Yet therein lies the crux: you must choose to try the challenges. Sadly, the game does very little to highlight their existence. Challenges are hidden away in their own menu, which the game only mentions once early on. In fact, when it does mention challenges, it says that you don’t lose anything by not choosing to tackle them.
Moreover, many of the challenges are level specific, but the menu lumps them together into a single category. Finding a challenge for a single level is more difficult than it needs to be. It’s much easier to play through the levels without them.
In short, the challenges are an afterthought. They are not necessary to the experience, and the game does not put in the effort to integrate them more fully. This is in spite of the challenges arguably being the best part of the game. To bury them like this is almost to encourage playing the game as is, which isn’t enough to make it compelling. Essentially, the game has actively stymied its best chances at success.
Fortunately, Azure Striker Gunvolt also has raw score to fall back on. It might not be as big an element as challenge, but it does not suffer nearly as many problems as the challenges do. Like many games, you can only see score as a set of statistics next to a given level: high score, fastest time, and the highest rank you have gotten in that level. From this, a sense of self competition and perhaps outdoing yourself arise.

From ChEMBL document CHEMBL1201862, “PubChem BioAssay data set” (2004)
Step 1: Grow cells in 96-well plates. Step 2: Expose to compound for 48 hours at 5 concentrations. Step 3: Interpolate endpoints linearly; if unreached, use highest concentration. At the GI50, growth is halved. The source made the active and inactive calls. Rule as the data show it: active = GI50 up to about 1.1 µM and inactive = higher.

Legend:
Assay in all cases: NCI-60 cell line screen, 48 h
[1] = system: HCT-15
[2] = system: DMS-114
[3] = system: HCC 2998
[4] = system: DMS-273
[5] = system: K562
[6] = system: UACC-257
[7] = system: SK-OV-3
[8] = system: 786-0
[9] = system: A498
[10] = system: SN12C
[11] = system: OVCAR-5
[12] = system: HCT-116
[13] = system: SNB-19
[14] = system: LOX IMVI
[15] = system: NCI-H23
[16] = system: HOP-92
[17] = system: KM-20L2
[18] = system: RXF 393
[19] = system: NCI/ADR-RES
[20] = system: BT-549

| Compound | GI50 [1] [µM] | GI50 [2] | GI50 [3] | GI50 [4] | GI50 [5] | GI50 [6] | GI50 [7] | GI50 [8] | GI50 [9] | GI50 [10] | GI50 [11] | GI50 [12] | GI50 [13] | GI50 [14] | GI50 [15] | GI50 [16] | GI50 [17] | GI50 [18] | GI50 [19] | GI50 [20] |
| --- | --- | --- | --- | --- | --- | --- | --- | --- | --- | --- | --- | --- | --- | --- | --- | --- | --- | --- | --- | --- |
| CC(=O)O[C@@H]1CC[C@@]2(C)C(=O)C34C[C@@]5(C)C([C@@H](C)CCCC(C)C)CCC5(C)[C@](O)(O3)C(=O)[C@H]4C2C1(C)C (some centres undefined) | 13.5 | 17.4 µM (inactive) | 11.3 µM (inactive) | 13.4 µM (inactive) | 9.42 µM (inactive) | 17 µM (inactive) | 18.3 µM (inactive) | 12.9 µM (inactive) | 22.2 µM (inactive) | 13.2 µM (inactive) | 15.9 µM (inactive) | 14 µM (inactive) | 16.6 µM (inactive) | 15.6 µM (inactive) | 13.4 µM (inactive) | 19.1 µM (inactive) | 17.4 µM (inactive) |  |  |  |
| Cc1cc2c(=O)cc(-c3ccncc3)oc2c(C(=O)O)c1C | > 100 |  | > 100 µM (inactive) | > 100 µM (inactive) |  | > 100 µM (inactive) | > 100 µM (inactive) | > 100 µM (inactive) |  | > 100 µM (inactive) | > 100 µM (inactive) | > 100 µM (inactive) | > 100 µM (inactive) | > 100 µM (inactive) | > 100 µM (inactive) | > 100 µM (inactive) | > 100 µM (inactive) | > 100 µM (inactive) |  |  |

True, it’s not immediately obvious; you have to come to this game with that in mind. Yet this is a somewhat easy task, unlike with the challenges. The game clearly displays your best score, time, and rank next to the level before you start it. In a way, the game primes you to outdo yourself on your next run, at least a little. Although this appeal is limited, Azure Striker Gunvolt might be an enjoyable experience for gamers looking for score challenges.
Of course, there is a little more to the game than what I have described here. The game also offers very hard boss battles (maybe too hard); a perfectly rendered 2D aesthetic; a story that uncomfortably oscillates between ridiculing and unironically embracing Japanese video game tropes; and maybe a bit more.
But in the grand scheme of things, these factors are ultimately irrelevant. In the end, Azure Striker Gunvolt is nothing if not an an action platformer, and in that regard, the game does not hold up. It certainly seems aware of what being an action platformer means, but it does not do much beyond that. In fact, any attempts to move beyond these walls or add greater meaning to the experience do not end in the game’s favor. Those of you looking for a basic action game will no doubt find that here. But at the same time, you’ll also find a look at what the game could have been: so much more.